Burbank, California, October 2009. When cinematographer Wayne Kennan, ASC and his crew geared up for the new CBS series Accidentally on Purpose, they were thrilled to see that a key part of the camera package was Vinten heads.
“Operator Ray Liu is a 20-plus year veteran of every kind of multi-camera shoot, from Soaps like Santa Barbara to talk shows, awards shows, sports and game shows,” says Kennan. “Vinten pan and tilt heads and pedestals have always been his preferred choice.” That’s why he specifically requested Vinten for Accidentally on Purpose.
Liu believes that Vinten is the best pedestal for sitcoms. “It’s heavy enough to give me a very firm foundation for any quick pans and tilts that I may have to perform, but it’s light enough for me to make very quick and accurate repositions in a second,” Liu explains. “Vinten also allows me the ability to adjust my drags on a neutral camera head and yet has a firm foundation. In my opinion, the only equipment that can do that is Vinten.”
“Camera operator Ron Hirschman was right in sync with Ray when we started putting the show’s package together,” adds Kennan. “When talking about equipment needed for a particular show, he will often tell a story about how he became a firm Vinten fan.”
“A dolly-based camera operator learning to operate a pedestal camera can have some difficulty adapting,” says Hirschman. “My first experience on a ped was great. But, when the show ended I went on to a new sitcom, using some old equipment owned by the studio. The heads weren’t made for our big F900s and long lenses. There were dead spots and little control, not to mention lots of nervous vibrations transmitted from my body to the shot. I was wrestling with the camera at every move and held my breath when I settled so as not to shake the lens. It worked half the time. Then, one week, I was almost fired.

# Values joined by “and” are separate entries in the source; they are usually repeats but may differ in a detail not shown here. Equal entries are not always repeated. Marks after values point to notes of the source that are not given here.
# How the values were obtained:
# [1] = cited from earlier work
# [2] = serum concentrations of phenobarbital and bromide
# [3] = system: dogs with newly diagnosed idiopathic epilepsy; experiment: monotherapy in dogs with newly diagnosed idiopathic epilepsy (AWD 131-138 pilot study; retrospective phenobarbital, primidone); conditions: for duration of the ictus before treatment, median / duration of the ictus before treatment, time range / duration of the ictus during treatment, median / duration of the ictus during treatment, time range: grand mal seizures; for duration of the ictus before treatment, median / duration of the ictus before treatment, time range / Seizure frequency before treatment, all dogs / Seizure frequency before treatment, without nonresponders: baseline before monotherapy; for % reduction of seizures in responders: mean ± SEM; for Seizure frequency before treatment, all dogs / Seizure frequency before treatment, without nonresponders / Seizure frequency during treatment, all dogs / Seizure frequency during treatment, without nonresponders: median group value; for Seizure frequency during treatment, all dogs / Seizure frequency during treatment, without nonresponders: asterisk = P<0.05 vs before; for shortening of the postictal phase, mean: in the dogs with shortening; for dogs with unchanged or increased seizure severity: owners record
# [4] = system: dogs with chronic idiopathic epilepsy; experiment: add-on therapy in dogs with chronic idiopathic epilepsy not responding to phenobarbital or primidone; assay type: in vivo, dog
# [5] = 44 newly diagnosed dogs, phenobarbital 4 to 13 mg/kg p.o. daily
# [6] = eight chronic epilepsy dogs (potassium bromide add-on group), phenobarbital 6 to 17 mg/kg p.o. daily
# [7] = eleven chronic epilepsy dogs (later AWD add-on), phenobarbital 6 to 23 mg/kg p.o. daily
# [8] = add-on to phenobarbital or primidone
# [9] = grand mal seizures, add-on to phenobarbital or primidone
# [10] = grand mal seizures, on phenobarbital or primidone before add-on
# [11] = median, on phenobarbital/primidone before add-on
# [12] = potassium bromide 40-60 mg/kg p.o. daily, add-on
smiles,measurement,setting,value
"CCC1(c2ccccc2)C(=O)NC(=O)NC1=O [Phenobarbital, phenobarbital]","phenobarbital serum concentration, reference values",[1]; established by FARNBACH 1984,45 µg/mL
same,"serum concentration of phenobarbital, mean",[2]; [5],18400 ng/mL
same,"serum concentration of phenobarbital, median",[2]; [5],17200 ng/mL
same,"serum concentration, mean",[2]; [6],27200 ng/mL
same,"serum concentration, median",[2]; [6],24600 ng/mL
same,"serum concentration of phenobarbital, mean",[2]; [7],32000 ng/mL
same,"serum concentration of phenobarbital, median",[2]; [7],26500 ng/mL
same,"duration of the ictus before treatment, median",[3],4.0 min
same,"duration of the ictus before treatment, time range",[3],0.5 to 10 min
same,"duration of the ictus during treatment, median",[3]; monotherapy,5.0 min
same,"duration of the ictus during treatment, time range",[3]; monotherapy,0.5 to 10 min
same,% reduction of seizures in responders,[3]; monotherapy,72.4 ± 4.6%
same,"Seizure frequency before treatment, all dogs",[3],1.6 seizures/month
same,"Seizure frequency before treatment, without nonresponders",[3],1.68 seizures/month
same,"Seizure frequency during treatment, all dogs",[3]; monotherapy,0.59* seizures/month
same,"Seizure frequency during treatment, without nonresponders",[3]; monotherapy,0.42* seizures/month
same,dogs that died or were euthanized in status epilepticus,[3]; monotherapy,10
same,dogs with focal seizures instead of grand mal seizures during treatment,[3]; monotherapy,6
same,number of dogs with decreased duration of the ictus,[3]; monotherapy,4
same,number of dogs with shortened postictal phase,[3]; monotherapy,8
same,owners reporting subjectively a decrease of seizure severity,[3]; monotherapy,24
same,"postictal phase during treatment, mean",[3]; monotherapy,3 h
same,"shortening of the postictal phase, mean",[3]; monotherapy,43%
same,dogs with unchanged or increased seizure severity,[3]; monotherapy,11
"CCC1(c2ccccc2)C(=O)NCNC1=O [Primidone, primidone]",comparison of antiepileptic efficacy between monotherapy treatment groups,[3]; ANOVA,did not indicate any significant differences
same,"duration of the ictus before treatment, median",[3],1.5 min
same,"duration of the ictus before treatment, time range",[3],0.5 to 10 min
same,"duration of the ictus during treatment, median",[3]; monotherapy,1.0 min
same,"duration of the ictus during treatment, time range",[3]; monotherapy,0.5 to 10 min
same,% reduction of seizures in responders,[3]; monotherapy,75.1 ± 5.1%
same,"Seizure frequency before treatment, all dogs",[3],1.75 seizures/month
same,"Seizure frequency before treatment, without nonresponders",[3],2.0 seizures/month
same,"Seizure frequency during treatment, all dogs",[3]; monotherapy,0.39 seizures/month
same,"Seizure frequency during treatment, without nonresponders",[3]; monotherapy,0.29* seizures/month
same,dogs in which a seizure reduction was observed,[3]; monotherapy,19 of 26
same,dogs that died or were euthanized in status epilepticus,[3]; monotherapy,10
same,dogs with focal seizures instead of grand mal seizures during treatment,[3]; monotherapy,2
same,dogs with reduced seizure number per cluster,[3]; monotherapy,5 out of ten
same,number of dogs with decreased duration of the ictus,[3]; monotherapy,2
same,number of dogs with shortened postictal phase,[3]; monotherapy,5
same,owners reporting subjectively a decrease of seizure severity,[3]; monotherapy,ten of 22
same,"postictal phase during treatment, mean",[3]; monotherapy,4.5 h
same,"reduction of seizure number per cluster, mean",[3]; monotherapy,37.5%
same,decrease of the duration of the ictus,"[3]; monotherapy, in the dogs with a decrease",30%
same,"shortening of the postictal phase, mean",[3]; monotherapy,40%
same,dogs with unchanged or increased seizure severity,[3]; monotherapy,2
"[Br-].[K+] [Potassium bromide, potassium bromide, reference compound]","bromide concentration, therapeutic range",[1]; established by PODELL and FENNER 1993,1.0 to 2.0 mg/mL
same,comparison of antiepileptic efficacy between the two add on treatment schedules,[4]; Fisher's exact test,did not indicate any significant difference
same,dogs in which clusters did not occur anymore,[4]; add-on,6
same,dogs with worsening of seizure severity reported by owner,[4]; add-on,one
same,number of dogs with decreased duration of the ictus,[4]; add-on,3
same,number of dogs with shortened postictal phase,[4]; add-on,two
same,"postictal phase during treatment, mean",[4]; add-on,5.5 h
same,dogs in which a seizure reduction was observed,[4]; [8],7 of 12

“It also happened to be the week the production finally gave us Vinten 750 heads. Ironically, the same day we got the new heads, the editor called me in. He was fuming because I wasn’t settling soon after landing on an actor. I took a breath and told him to check the dailies on the shots with the new heads and get back to me.
“Switching to the Vinten 750 was like night and day and following the actors while moving on an old stage floor was like slicing through butter. I finally had the control I so desperately needed on a demanding show. The next day the editor walked onto the set and gave me a big thumbs up.
“Vinten heads gave me the confidence to call myself a pedestal operator who can give my directors and DPs the perfect shots they need, when they need them.”
“Ray and Ron take pride in their work,” says Kennan. “Thanks to Vinten equipment, they are able to transition smoothly and effortlessly. Their ability to sell a shot is as much a credit to the Vinten heads and pedestals as it is to their ability to work the cameras to get often challenging and always interesting shots like we constantly have on Accidentally on Purpose.”